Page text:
(active first half of 12th century).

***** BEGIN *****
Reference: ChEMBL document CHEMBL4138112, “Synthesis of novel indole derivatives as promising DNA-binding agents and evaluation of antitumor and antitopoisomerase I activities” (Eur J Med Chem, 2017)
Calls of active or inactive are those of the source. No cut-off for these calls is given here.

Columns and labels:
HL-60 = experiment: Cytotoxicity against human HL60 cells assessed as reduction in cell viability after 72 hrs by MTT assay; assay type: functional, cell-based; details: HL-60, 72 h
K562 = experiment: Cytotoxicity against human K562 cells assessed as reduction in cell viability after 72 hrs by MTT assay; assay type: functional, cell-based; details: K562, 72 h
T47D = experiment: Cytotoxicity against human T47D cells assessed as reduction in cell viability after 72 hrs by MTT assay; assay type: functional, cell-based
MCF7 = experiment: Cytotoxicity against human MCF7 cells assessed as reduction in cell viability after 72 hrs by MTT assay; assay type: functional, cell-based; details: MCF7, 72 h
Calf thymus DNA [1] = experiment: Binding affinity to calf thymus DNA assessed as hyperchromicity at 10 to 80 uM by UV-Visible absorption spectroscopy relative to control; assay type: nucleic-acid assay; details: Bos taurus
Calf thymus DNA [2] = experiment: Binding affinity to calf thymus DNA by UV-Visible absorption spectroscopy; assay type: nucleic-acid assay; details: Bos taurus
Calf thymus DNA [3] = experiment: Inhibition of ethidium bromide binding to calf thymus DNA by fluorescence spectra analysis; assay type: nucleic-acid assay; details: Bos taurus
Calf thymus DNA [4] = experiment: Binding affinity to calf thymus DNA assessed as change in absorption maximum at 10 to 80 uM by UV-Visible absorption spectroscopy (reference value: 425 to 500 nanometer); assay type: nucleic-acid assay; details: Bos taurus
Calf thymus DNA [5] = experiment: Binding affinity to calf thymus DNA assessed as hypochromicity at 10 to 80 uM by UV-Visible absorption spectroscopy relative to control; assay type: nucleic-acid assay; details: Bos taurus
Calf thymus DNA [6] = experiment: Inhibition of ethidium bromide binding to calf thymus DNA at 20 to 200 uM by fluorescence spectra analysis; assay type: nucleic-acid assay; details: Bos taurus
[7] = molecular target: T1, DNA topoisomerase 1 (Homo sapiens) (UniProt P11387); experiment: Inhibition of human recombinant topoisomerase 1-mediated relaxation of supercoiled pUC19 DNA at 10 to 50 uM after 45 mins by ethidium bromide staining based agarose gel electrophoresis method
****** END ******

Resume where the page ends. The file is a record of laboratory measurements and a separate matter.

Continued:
French Romanesque sculptor. He was one of the great geniuses of medieval art, but his name has survived only because he carved his signature—‘Gislebertus hoc fecit’ (Gilbert made this)—beneath the feet of the central figure of Christ in the tympanum of the west doorway of Autun Cathedral in Burgundy. The unusually prominent position of his signature suggests that his greatness was appreciated in his own time. The tympanum represents the Last Judgement; it is a huge work (over 6 m [20 ft] wide at the base) and a masterpiece of expressionistic carving, conveying with visionary intensity both the horror of the damned and the bliss of the elect. Most of the rest of the sculptural decoration of the cathedral can be confidently attributed to Gislebertus. It includes the carving of 60 or so capitals and a large-scale reclining nude figure of Eve that is without parallel in medieval art (this piece, a fragment of the north doorway, is now in the Musée Rolin, Autun). These carvings display Gislebertus' great fecundity of imagination and range of feeling. It has been surmised that he was trained in the workshop responsible for the decoration of the abbey of Cluny, the most influential of all Romanesque monasteries, and that he worked at the cathedral at Vézelay before going to Autun (all three places are in Burgundy). He was already a mature artist when he started at Autun, where he worked c.1125–35, and his style changed little while he was there. His influence was felt in the sculpture of various Burgundian churches, and many of his ideas had a long-term effect on the development of French Gothic sculpture.